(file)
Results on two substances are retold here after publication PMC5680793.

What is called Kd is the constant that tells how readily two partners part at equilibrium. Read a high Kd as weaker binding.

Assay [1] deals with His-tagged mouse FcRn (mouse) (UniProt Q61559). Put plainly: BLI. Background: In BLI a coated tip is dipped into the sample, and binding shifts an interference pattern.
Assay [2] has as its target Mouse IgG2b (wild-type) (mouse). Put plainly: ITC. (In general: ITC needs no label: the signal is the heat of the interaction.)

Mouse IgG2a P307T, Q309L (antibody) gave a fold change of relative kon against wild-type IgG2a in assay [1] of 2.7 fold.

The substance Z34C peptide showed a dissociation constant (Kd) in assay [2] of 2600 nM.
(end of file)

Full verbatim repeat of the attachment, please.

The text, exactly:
Results on two substances are retold here after publication PMC5680793.

What is called Kd is the constant that tells how readily two partners part at equilibrium. Read a high Kd as weaker binding.

Assay [1] deals with His-tagged mouse FcRn (mouse) (UniProt Q61559). Put plainly: BLI. Background: In BLI a coated tip is dipped into the sample, and binding shifts an interference pattern.
Assay [2] has as its target Mouse IgG2b (wild-type) (mouse). Put plainly: ITC. (In general: ITC needs no label: the signal is the heat of the interaction.)

Mouse IgG2a P307T, Q309L (antibody) gave a fold change of relative kon against wild-type IgG2a in assay [1] of 2.7 fold.

The substance Z34C peptide showed a dissociation constant (Kd) in assay [2] of 2600 nM.